Major investment now would not only ensure our security but has potential economic benefits, stimulating British industry and academia and giving us the advantage of being able to export cutting-edge technologies to our allies in the future. In some instances, the size of the technical challenge may require the formation of new partnerships with the US or the French with an offer of British funding and industrial help to build on the expertise they already possess.
4. Renew the focus on undersea warfare
As navies around the world invest heavily in submarines that are increasingly stealthy and capable, the battle for control of the undersea domain will probably be the decisive factor in any future naval conflict. The Royal Navy was once a great anti-submarine navy, respected by the Soviets who recognised the fearsome reputation of our submariners and the hunting expertise of the substantial surface fleet. Since the end of the cold war, this capability has been allowed to decline too quickly and too far. Although the RN retains a core of expertise and some good platforms, numbers are wholly inadequate. UK ASW capability and our submarine fleet need to be expanded and revived.
Building more SSNs, Type 26 frigates and purchasing more Merlin helicopters would be the ideal solution but we recognise this to be a very long-term aspiration. Immediate steps would make every effort to maximise the operational availability of the Astute class submarines, possibly using a 2 crew system, as soon as manning levels allow. An urgent feasibility to study into the costs, and options involved in quickly obtaining a small fleet of conventional submarines, possibly off the shelf from Germany or Sweden should be undertaken. This would relieve the pressure on the SSNs and by providing additional boats for the defence of UK waters, SSBN protection and training duties.
Additional funds should be provided to ensure the Type 31 a credible anti-submarine platform by fitting towed array sonar and investing in UUVs and USVs to support the ASW mission. The Type 26 frigate should be given more submarine killing power, specifically by purchasing a stock of RUM-139 ASROC missiles for its Mk 41 VLS.
5. Fully fund the existing equipment programme and scrap unrealistic efficiency targets
Head of the MoD, Stephen Lovegrove has euphemistically described the efficiency targets set for his department in SDSR 2015 as “challenging”. As the NAO has highlighted, the reality is that the supposed savings and the equipment plan are completely unattainable without further hollowing out and cuts to frontline strength. There is no doubt that defence procurement and the MoD could be run more efficiently in many areas and there are some modest savings to be made in the rationalisation of the defence estate. The Treasury must have greater confidence that new money provided to the MoD will not be wasted, as has been the case so often in the past. However, the excuse that “the MoD has a track record of inefficiency so we cannot increase defence spending” is an irrelevance when we need to address very real immediate and future threats.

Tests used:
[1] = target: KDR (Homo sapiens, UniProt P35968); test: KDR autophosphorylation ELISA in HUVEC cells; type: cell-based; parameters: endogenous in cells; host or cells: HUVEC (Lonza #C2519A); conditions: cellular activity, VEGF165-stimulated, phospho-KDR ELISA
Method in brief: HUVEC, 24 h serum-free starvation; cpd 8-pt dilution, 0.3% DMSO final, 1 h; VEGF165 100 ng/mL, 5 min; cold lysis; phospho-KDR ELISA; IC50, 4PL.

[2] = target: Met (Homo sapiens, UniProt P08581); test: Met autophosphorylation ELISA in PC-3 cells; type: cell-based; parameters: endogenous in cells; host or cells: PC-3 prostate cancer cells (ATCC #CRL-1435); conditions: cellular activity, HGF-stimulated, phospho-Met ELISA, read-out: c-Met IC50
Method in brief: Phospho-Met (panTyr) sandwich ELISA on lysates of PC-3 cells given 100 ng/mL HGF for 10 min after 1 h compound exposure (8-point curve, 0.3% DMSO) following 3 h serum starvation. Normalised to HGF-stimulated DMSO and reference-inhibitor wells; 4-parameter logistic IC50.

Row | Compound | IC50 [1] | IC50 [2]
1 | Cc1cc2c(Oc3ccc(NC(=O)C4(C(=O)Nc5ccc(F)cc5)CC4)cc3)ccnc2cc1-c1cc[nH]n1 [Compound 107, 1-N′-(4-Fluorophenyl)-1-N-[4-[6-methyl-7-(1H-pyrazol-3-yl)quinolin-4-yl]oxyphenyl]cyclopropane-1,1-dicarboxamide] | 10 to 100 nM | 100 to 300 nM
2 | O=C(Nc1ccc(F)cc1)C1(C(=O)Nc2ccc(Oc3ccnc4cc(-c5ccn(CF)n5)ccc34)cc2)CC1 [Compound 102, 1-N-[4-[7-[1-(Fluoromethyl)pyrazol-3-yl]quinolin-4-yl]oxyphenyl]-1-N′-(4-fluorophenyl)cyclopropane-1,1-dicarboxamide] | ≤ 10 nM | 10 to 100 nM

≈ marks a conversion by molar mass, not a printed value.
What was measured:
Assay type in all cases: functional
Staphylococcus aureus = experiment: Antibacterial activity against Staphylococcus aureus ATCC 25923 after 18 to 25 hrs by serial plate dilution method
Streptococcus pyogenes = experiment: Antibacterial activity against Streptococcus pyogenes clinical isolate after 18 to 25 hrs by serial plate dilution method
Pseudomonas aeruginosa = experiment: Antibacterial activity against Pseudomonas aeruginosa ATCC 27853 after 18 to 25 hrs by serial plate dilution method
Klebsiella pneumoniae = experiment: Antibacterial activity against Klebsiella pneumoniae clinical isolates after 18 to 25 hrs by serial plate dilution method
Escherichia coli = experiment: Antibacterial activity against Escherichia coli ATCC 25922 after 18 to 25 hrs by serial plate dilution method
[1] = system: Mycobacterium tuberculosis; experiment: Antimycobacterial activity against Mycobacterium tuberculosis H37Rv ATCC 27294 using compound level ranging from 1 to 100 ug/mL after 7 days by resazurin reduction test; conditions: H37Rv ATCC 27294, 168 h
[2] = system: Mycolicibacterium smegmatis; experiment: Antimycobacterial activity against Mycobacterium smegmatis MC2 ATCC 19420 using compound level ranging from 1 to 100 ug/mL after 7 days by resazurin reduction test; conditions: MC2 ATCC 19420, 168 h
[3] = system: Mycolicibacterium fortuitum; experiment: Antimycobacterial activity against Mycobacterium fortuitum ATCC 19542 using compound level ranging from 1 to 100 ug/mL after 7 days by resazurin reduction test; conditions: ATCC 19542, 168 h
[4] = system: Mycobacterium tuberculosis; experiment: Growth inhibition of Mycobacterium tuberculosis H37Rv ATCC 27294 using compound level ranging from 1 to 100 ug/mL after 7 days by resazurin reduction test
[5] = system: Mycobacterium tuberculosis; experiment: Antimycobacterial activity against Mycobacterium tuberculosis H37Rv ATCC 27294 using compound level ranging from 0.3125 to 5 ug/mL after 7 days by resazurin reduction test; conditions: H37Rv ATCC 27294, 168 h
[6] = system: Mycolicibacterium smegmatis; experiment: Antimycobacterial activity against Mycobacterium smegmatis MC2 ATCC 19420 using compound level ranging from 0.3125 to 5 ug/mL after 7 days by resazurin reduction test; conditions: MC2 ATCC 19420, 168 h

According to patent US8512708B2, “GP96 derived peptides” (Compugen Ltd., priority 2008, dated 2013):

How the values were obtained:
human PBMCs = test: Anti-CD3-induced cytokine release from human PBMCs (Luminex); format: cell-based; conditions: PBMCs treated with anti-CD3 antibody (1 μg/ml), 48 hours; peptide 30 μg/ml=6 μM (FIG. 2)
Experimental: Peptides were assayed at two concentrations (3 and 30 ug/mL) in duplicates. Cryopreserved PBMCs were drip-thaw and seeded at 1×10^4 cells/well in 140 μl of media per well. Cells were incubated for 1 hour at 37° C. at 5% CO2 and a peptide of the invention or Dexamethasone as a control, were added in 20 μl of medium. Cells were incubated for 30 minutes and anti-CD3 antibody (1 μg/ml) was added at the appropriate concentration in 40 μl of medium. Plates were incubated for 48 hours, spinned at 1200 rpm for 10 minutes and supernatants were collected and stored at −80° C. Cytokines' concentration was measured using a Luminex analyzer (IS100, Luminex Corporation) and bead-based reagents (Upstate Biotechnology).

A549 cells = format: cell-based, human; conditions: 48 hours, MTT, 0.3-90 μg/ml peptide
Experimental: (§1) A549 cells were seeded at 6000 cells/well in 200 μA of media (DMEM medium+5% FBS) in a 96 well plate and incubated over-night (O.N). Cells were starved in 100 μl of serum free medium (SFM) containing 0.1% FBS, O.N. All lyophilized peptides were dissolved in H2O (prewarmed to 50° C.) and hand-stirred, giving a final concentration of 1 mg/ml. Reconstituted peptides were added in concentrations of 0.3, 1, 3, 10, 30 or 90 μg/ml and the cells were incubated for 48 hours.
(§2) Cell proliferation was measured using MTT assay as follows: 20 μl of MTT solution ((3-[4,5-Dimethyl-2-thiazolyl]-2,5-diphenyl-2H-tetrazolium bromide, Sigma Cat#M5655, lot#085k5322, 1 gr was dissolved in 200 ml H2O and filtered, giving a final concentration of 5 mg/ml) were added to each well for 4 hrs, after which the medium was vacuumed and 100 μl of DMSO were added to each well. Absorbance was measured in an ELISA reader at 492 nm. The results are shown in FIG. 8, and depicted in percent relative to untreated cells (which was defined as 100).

Completely unrealistic savings targets which are factored into future spending plans should be torn up and reviewed again. Admiral George Zambellas, the former First Sea Lord said recently “I’ve been helping deliver efficiencies for my 37 years in the navy. We have reached the bottom of the efficiency barrel”. A halt to the endless cycle of cuts, closures and capability gaps would help improve morale and retention in the services and stop further hollowing out of defence.
Footing the bill
The Defence Secretary has recognised the MoD budget is wholly inadequate for the challenges we face but there seems to be only grudging acceptance or outright denial of this unfortunate reality amongst much of the Cabinet. There are those in Westminster who seem to think we have a simple choice between either funding measures to protect us from emerging threats, particularly cyber and terrorist attacks, or funding conventional defence. There is no choice to be made, our adversaries are strengthening their conventional, nuclear and asymmetric capabilities and we must respond to all three.
An ‘additional’ £800M was recently provided for start-up costs of the Dreadnought submarine project and to help head off an immediate crisis at the MoD. This money was provided from Treasury contingency reserves and by bringing forward spending planned for future financial years. Although positive, such measures are just tinkering around the edges and will not resolve chronic underfunding. There is widespread recognition that the 2% of GDP supposedly spent on defence is inadequate, Michael Fallon said recently we should spend at least 2.5%. Most defence analysts say at least 3% is what is needed for Britain to remain secure and support its stated ambitions. Finding an additional £10 – £20 Billion per year for the MoD will require a realisation that there are hard political choices for the Government and Treasury.
Almost two-thirds of voters now recognise that the NHS and social care cannot be funded to the required levels and would be willing to accept a specific tax rise to pay for it. Although it will not be electorally as popular, a parallel specific measure to fund defence is now needed. 30 years of decline must be addressed, it would be irresponsible to be funding a revival of the NHS while risking our national security at a time when there is cross-party agreement that “strategic challenges have intensified”.
- Modernising Defence Programme public consultation (Gov.uk)
- Defence Secretary: ‘Modernising Defence Programme’ Will “Need More Money” (Forces News)
- The state of the Royal Navy – Parliamentary defence debate, 11th January 2018 (They Work For you)
- Further cuts to the fleet in the year of the Royal Navy? (Save the Royal Navy)